Tuesday, November 11, 2014

What Do You Do with Your Service Dog While Getting X-rays?

This question came up recently on a Facebook group for people with service dogs.  I thought it was a good question.

When getting x-rays done at the dentist, which I've had to do a lot over the past few months with all these dental problems I've had, I have Isaac do a down stay (which means he lies down and is told to stay) just outside the x-ray room, with the door open so he is within my sight.  I wouldn't be comfortable having him outside the room if the door was closed or if I otherwise couldn't see him.  I don't want him in the room when the x-rays are taken because I don't want him exposed to unnecessary radiation.

If it was necessary for him to be out of my sight, I would ask if a staff person would be willing to hold his leash for me or if there was an office he could wait in (with the door shut).  Mind you, this is for a typical x-ray that would only take a couple minutes.  If it was something lengthy like a bone density scan, I would not ask the staff to hold his leash or to put him in an office.  They are not required to do either of those things anyway, and I wouldn't be upset at all if they declined for whatever reason, but I think in many cases they'd be happy to help in that way.

If I was going to have to have a lengthy x-ray procedure, like a bone density scan (which isn't really that lengthy, maybe 15 or 20 minutes, but longer than a regular x-ray like they do at the dentist), I'd either take someone with me that could hold the leash and watch Isaac while I was having the x-ray done or just leave him at home.  Another option would be to call ahead and ask if there would be an office where he could stay during the procedure or to discuss other options.  But I wouldn't just show up with my dog and expect the staff to make accommodations for watching him while I was unable to do so.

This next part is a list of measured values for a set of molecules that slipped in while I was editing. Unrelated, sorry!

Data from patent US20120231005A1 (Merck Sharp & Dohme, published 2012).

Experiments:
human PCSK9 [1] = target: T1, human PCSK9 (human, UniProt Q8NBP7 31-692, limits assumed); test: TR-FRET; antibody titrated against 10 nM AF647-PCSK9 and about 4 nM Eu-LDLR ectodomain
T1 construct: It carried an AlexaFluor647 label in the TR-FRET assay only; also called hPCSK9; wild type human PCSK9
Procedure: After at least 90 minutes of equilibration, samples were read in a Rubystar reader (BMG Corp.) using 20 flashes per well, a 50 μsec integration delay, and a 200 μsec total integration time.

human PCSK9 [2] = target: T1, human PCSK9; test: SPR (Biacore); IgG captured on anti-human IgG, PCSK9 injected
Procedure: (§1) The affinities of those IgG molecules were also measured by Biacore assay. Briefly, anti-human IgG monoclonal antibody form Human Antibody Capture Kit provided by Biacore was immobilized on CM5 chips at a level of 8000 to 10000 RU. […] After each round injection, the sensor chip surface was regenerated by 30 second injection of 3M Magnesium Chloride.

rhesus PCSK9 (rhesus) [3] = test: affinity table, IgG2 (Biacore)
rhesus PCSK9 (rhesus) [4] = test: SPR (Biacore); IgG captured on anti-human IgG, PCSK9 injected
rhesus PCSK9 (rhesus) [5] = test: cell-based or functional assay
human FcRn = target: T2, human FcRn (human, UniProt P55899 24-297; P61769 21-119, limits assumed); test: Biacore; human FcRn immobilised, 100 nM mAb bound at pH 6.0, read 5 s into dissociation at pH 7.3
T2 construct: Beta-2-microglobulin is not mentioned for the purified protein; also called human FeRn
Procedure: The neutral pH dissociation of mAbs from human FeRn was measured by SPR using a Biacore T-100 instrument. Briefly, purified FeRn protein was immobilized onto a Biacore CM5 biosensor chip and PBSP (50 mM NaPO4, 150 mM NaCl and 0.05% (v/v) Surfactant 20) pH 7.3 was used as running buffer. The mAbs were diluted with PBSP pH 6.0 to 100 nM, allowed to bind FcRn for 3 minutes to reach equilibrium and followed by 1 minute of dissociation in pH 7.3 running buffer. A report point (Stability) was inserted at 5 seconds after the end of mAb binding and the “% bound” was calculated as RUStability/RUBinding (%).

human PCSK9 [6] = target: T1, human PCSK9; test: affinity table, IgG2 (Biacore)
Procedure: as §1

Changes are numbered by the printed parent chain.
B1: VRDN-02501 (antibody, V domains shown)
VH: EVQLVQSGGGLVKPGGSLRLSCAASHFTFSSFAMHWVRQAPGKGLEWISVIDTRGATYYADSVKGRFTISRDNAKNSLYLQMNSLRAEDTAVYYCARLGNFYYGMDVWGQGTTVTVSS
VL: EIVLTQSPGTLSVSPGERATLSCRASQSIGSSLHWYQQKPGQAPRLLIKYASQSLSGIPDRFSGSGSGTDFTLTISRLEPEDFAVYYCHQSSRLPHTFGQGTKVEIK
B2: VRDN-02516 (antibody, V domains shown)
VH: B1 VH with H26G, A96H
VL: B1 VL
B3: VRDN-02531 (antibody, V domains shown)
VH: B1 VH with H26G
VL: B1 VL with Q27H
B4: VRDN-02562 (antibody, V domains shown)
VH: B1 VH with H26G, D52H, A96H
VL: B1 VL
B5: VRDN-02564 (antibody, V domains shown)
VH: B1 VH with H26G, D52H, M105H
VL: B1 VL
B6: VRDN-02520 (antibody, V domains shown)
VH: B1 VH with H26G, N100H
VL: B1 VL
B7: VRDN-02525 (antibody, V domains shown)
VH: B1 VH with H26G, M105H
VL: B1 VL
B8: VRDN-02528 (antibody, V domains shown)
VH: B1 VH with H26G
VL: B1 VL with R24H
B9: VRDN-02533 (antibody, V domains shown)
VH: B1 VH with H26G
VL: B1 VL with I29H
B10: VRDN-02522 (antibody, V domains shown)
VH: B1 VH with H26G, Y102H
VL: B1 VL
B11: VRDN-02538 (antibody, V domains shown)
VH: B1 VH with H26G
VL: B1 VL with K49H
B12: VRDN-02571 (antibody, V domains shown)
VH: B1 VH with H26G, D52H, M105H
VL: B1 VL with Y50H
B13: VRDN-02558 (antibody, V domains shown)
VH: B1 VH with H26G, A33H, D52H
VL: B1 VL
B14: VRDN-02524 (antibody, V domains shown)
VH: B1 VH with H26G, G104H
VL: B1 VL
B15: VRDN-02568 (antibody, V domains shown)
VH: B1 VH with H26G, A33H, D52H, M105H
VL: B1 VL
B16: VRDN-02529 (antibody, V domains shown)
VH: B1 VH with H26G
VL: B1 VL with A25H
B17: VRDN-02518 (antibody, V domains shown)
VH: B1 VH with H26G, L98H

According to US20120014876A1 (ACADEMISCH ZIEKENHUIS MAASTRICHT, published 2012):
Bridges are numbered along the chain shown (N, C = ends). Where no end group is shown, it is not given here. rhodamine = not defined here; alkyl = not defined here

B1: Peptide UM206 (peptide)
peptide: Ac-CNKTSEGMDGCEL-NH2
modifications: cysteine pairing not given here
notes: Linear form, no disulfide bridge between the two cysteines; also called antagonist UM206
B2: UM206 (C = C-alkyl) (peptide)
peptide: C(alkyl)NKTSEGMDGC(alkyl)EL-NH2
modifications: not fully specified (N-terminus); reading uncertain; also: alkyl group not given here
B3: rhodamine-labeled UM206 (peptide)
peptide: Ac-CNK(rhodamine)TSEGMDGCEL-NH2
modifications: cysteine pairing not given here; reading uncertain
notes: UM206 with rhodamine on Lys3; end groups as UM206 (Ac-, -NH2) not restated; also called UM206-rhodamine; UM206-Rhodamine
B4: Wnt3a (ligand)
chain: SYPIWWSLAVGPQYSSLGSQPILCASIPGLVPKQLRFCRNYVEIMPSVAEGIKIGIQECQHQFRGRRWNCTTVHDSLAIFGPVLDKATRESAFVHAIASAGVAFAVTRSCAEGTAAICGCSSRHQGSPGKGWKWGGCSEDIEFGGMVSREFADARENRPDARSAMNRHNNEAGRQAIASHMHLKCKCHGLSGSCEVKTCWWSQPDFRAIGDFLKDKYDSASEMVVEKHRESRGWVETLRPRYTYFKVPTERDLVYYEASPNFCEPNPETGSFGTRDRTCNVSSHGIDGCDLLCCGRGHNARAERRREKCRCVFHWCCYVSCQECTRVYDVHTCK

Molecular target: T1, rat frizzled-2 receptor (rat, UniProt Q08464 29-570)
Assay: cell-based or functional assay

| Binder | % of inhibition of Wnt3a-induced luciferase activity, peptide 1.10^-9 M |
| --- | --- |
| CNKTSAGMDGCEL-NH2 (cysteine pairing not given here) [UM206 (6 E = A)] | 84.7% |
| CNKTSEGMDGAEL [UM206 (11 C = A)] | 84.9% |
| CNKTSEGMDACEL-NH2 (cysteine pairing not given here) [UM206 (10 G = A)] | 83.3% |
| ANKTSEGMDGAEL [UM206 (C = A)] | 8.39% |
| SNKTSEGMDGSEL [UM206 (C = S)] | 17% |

I'd do the same thing if I was having some other procedure other than an x-ray during which I would be unable to care for Isaac during the procedure.  For instance, if you have an MRI, you have to hold perfectly still.  Radiation isn't a concern with an MRI so he could be in the room with me during the procedure, but since you can't move at all, I wouldn't be able to give him commands if needed.  So I wouldn't feel comfortable with that.

While doctors' offices, hospitals and other facilities that do x-rays are required to allow service dogs under the Americans with Disabilities Act, and you do not need to call ahead to let them know you'll be bringing a service dog with you to an appointment, if you're not sure if you're going to need x-rays, or not sure how long the x-rays will take, or not sure what will be the best thing to do with your service dog while the x-rays are taken, I recommended calling ahead to figure that stuff out before you show up for the appointment with your dog.

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